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  • A/B testing: comparing two designs against each other to see which performs better
  • Card sort: a research method that uses “cards” (often post-its) to observe how users categorize a set of items
  • Cognitive load: the amount of mental activity needed to process and remember information
  • Content strategy: how you create content and make sure it’s easy to use
  • Conversational interfaces: designing how bots and humans talk to each other
  • Edge case: rare situations that might interrupt the user experience
  • Editing: getting rid of everything that doesn’t matter
  • Information architecture: organizing and arranging info in the most logical narrative
  • Journey map: the visualization of how people achieve goals and complete tasks
  • Miller’s Law: the average person can only keep 7 (give or take 2) items in their working memory
  • Persona: fictional representations of your audience
  • Style guide: the set of rules used to maintain consistency across experiences (for content: casing, punctuation, and grammar rules)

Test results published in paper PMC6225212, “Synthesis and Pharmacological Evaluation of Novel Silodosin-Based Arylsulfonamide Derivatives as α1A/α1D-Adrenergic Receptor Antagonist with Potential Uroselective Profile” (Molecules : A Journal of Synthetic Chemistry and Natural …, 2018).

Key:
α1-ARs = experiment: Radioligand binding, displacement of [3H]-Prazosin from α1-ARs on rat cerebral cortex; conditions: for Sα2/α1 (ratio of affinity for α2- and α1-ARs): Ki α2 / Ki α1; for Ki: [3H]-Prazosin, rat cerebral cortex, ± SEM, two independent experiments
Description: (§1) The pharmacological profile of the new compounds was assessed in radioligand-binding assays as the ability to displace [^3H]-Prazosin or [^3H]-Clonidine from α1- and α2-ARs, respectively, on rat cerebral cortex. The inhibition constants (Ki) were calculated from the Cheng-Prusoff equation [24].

• Taxonomy and labeling: grouping and naming things
  • Technical writing: instructions, directions, or explanations (best when simplified)
  • Voice and tone: your brand’s personality in words — how you sound (formal or chill?), the words you use (contractions or no?), your mood and how you handle emotional situations (with humor or empathy?)
  • User experience (UX): how a person relates — emotionally, behaviorally, physically — to a product or service
  • User interface (UI): the screens that people use to communicate with tech (including checkout kiosks, laptop keyboards, mobile screens, and voice-triggered AI)
  • UX portfolio: all your best work in one place — problems and solutions, case studies, and before-and-afters (you talented show-off)
  • UX writing: clear, useful language that guides (or improves) people’s digital interactions

Updated: March 10

Originally posted: May 21, 2019

Content designer, etc.

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